New Malvertising Campaign Targets Windows Geeks

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A new malware campaign targeting visitors of the “Windows Report” portal was uncovered by security experts at the cyber firm Malwarebytes. In this campaign, a threat actor copied a legitimate Windows news website (without actually compromising the website itself) to trick users into downloading malicious software.

Malwarebytes said in a blog post that this type of website is often visited by ‘geeks’ and system administrators to read the latest computer reviews, learn some tips, and download software utilities.

According to Cybernews, “malvertising” is a type of cyberattack when threat actors embed malicious code in ads to inject the user’s device with malware. Potential consequences for the victims who either click on or even view the link can range from slower performance to the loss of data or control over the device.

This campaign used Google ads to falsely advertise CPU-Z, a popular Windows tool for troubleshooting. The payload then included an installer with a malicious PowerShell script and a loader called FakeBat.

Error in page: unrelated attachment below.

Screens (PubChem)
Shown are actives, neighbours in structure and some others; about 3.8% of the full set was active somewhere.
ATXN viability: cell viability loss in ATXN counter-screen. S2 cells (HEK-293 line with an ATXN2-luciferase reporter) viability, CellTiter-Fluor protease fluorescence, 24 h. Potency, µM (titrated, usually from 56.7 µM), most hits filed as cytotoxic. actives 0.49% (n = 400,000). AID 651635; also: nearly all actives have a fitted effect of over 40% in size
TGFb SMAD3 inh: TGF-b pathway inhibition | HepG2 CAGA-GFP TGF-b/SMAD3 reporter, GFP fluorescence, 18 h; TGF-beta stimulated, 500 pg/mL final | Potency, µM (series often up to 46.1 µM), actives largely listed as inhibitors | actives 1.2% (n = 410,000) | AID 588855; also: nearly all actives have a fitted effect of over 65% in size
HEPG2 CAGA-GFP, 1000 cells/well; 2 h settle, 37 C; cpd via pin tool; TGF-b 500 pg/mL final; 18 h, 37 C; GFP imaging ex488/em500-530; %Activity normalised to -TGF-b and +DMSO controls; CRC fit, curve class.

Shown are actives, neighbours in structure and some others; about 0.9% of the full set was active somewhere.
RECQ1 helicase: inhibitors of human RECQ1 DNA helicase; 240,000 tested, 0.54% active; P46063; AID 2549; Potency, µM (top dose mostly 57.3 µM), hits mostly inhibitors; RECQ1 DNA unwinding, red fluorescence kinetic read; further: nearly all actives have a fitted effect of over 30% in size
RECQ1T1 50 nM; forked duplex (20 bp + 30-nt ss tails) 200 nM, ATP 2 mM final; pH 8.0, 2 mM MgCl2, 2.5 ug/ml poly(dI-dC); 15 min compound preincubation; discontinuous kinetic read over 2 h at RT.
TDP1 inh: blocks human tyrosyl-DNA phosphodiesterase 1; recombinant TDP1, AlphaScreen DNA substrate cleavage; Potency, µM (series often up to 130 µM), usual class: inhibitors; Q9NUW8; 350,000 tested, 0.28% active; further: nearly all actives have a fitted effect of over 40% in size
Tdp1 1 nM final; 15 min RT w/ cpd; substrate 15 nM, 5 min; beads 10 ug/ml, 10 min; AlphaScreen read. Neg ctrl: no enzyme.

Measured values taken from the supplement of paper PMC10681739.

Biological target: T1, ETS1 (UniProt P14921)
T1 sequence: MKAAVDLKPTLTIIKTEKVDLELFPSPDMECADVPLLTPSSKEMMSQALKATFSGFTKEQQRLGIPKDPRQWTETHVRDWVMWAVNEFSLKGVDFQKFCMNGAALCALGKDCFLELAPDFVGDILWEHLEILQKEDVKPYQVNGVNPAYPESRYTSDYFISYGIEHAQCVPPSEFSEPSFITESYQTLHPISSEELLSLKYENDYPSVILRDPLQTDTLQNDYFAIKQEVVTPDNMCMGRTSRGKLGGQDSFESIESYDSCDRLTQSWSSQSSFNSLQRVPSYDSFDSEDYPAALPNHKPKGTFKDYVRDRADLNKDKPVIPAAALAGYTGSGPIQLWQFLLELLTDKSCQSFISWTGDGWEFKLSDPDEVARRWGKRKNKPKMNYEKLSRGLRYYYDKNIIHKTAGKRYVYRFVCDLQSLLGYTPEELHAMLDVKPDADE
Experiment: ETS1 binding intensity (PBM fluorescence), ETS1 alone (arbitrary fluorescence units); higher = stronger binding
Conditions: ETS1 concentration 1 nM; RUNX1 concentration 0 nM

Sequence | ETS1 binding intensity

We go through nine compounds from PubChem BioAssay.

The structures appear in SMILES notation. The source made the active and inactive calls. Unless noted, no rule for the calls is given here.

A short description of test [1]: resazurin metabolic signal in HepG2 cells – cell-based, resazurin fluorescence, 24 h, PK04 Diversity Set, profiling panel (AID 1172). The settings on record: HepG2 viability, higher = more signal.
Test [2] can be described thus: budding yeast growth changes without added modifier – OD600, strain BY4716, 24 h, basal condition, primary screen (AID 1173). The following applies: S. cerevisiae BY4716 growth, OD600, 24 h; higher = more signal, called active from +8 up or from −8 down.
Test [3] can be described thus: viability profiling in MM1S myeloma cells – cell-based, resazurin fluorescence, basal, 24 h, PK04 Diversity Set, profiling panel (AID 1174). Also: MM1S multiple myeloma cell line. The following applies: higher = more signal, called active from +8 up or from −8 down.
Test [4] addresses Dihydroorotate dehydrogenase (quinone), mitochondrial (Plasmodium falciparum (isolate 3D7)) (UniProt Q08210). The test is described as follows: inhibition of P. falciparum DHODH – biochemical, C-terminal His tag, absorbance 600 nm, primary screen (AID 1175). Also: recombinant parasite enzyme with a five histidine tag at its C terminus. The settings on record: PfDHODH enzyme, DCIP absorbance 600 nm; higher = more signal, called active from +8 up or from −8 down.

The malicious actors behind the campaign evaded detection by using cloaking techniques- Malwarebytes explains that if someone who’s not an intended victim clicks on the ad, they’ll see a standard blog, but if a victim clicks on the link, they would be redirected to another domain mimicking the Windows Report website, which uses content from the legitimate website and looks almost identical (apart from having a different URL).

Experts stated that it is possible the threat actor chose to create a decoy site looking like Windows Report because many software utilities are often downloaded from such portals instead of their official web page.

It seems that this incident is part of a larger malvertising campaign that also targets other utility tools such as Notepad++, Citrix, and VNC Viewer. Furthermore, malicious ads can even appear on well-known and trusted websites, like they were previously spotted on publications like The New York Times and The Atlantic.